As the blank is. assembled as aforesaid the narrow bands 32 of cardboard defined by the slits 21 will separate (FIGS. 2, 3 and 4) to conform severally to the general curvature induced in the blank by the assembly of the tabs and 11, and as controlled by the generally larger area of the blank forming the visor. The net result is the transmutation of the originally, flat juxtaposed strips 32 into a substantially dome-shaped crown 35 providing practically total coverage of the head of the wearer as clearly shown in FIGS. 2, 3 'and 4. In one form of cap according to the invention the bands 32 were in width. I g

An important advantag'e of the crown construction disclosed is that, while virtually total coverage of the head is achieved for protection against the suns rays there is ample venting from beneath the crown.

It will have become apparent that the invention lends itself also to minimum packing and shipping expense as compared to the packaging and shipment of caps as conventionally manufactured; moreover, that the tabsmay be disengaged and the article put away in flat form pending further use. To assure such more or less permanent character the blank may be punched from a flexible, plastic sheet materialr r While we have shown a-particular embodiment of our invention, it will be understood, of course, that we do not wish to be limited thereto since many modifications may be made and we, therefore, contemplate by the appended claims to cover any such modifications as' fall within the true spirit and scope of our invention.

We claim: a

1. Anovelty cap comprising a flat blank of thin, flexible material, said blank having a configuration which is substantially an elliptical segment greater than a semiellipse regarded along the major axis of the ellipse, the truncated end of the blank being provided with a pair of opposed tabs adjacent the periphery of the blank, said tabs respectively having male and female interlocking elements whereby, the blank, upon deformation of the tabs maybe brought into mutually overlapping relationand said elements interlocked to retain the tabs in said relation to form, with the outer side edge portions of the blankfa headband, the opposite end of the blank providinga continuously, upwardly convex visor transversely of the blank, the area of the blank intermediate said tabs and visor extending from the headband'forming portions 4 arches, to define a crown said tabs and the unslit truncated end portion of the blank merging together, said slits terminating along a common line adjacent said truncated end and along a common arcuate line at the visor end which is convex toward the outer margin of the visor to provide a line of weakness whereat the blank, upon assembly,'will fold to cause the visor to assume said convex upward configuration at an obtuse angle to the crown and the outermost ones of the slits defining the inner margin of the head-band at each side.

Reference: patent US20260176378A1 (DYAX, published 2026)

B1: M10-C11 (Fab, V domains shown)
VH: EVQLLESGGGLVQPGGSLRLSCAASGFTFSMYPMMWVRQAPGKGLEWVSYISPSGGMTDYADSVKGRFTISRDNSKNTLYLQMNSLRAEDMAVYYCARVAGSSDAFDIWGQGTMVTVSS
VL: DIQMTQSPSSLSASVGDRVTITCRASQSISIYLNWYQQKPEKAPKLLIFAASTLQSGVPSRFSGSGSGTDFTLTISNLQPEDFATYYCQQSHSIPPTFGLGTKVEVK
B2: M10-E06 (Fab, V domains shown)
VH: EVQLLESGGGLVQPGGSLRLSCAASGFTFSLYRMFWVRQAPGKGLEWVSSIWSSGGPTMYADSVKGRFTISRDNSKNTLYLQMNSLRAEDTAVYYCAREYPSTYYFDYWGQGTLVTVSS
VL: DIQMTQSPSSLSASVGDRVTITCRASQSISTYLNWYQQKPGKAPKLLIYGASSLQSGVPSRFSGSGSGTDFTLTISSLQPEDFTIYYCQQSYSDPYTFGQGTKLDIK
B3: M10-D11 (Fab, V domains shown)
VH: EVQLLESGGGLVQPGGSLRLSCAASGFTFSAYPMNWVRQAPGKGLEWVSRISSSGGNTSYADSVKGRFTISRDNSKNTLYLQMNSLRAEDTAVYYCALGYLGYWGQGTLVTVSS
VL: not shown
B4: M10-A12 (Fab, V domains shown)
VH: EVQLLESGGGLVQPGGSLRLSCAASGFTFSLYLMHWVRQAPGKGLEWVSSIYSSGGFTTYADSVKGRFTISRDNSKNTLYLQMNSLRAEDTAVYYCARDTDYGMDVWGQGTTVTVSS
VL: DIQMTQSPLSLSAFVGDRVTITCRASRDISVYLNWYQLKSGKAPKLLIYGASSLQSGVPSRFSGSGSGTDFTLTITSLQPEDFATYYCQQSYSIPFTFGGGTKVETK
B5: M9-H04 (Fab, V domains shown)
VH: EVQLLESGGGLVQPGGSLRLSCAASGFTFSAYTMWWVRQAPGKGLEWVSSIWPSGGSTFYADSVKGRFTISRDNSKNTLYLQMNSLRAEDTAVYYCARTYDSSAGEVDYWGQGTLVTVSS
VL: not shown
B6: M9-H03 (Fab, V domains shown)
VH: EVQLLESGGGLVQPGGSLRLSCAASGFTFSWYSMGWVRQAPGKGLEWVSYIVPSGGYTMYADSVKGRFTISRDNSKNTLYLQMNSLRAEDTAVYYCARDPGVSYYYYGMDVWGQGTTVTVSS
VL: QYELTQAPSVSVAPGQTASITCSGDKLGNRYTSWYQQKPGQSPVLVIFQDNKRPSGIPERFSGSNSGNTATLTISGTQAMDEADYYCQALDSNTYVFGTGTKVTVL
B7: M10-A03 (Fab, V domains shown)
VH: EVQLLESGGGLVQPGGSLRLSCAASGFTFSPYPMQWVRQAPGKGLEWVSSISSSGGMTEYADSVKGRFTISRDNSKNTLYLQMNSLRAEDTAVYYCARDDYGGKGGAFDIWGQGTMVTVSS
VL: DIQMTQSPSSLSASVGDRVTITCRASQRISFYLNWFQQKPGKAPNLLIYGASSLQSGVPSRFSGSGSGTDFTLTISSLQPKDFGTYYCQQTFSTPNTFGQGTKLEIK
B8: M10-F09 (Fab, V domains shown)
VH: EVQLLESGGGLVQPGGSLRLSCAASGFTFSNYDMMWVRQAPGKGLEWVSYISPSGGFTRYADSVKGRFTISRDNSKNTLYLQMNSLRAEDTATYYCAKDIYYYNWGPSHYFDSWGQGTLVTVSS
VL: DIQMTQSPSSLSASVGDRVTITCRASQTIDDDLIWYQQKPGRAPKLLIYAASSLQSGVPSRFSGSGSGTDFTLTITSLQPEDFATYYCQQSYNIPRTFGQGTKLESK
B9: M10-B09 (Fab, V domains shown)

2. A cap in accordance with claim 1 wherein said fe- 7 male elements comprise a-pluralityof slits and said male element comprises a tongue adapted to be interlocked with a selected slit.

3. A cap in accordance with claim 2 further characterized by a plurality of aligned slits substantially at right angles to said first mentioned slits and a second tongue adapted to be interlocked with a selected one of said second mentioned slits.

4. A cap in accordance with claim 1 wherein the margin of the blank intermediates said tabs is arcuate con- V vexly outwardly to define, when said blankis formed up,

an outwardly protruding portion overhanging the wearers heada e 5. A novelty cap comprising a fiat blank of thin material capable of being punched and deformed for assembly into a shape-retaining wearable cap, said blank having a substantially ovate area truncated at the basal end and a' pair of laterally-,ppposite tabs extending outwardly from said end substantially parallel to theaxis of symmetry of the blank, said tabs being respectively provided with male and female elements adapted to bev interenof the 'blank being provided with a plurality of closelyspaced slits in the direction of said major axis and defining a plurality: of nari'ow bands whereby overlapping and skewing of the tabs at substantiallyQO" to their fiat positionseparate's and urges said bands into individual gaged when the tabs are brought together by deformation of the blank, said blank also being provided with a plurality of closely-spaced slits iextending substantially in the direction of said axis to define a plurality of narrow bands adapted, upon said deformation of the blank, to separate and transmute into skew curved planes disposed on a substantially semi-ellipsoidal common surface, to constitute a crown and a headband forming an essentially smooth continuation of said crown.

"References Cited in the file of this patent UNITED STATES PATENTS

Patent Citations
Cited PatentFiling datePublication dateApplicantTitle
US2594906 *May 14, 1949Apr 29, 1952Irving GardnerPaper hat
US2795796 *Apr 30, 1954Jun 18, 1957Ray Richard MMask
*DE14209C Title not available
Referenced by
Citing PatentFiling datePublication dateApplicantTitle
US3362028 *May 21, 1965Jan 9, 1968Andrew A. LeopardoWeather shield headpiece
US4551860 *Mar 1, 1982Nov 12, 1985Smit Helen EMetal mesh head covering
US4620325 *Aug 6, 1984Nov 4, 1986Hatfield Carl TVisored cap and method for making same
US4969213 *Mar 27, 1989Nov 13, 1990Gruneisen Iii AlbertVisored cap or mask and flexible blank therefor
US5129103 *Oct 31, 1990Jul 14, 1992Albert GruneisenVisored cap and flexible blank therefor
US5321854 *Jan 5, 1993Jun 21, 1994American NeedleHeadwear piece with opening to accommodate wearer's hair
US5621915 *Apr 28, 1995Apr 22, 1997Gary N. SchneiderRemovable cap visor extension
US5644799 *Mar 31, 1995Jul 8, 1997Armenta; VincentHeadgear accessory
US5875494 *Jun 24, 1998Mar 2, 1999Garnier, Jr.; Winslow J.Headwear with closable hair opening
US6910225 *Jun 4, 2002Jun 28, 2005Vladimir Ivanovich KovalenkoHat and method for making same
US8635713 *Apr 8, 2011Jan 28, 2014Buyseasons, Inc.Collapsible hat
US8875316 *Dec 27, 2013Nov 4, 2014Buyseasons, Inc.Method of producing a collapsible hat
US20120255100 *Apr 8, 2011Oct 11, 2012Buyseasons, Inc.Collapsible hat
WO1992007529A1 *Nov 6, 1990May 14, 1992Albert GruneisenVisored cap or mask and flexible blank therefor
U.S. Classification2/209.7, 2/200.3, 2/195.2
International ClassificationA42B1/00, A42B1/20
Cooperative ClassificationA42B1/208
European ClassificationA42B1/20F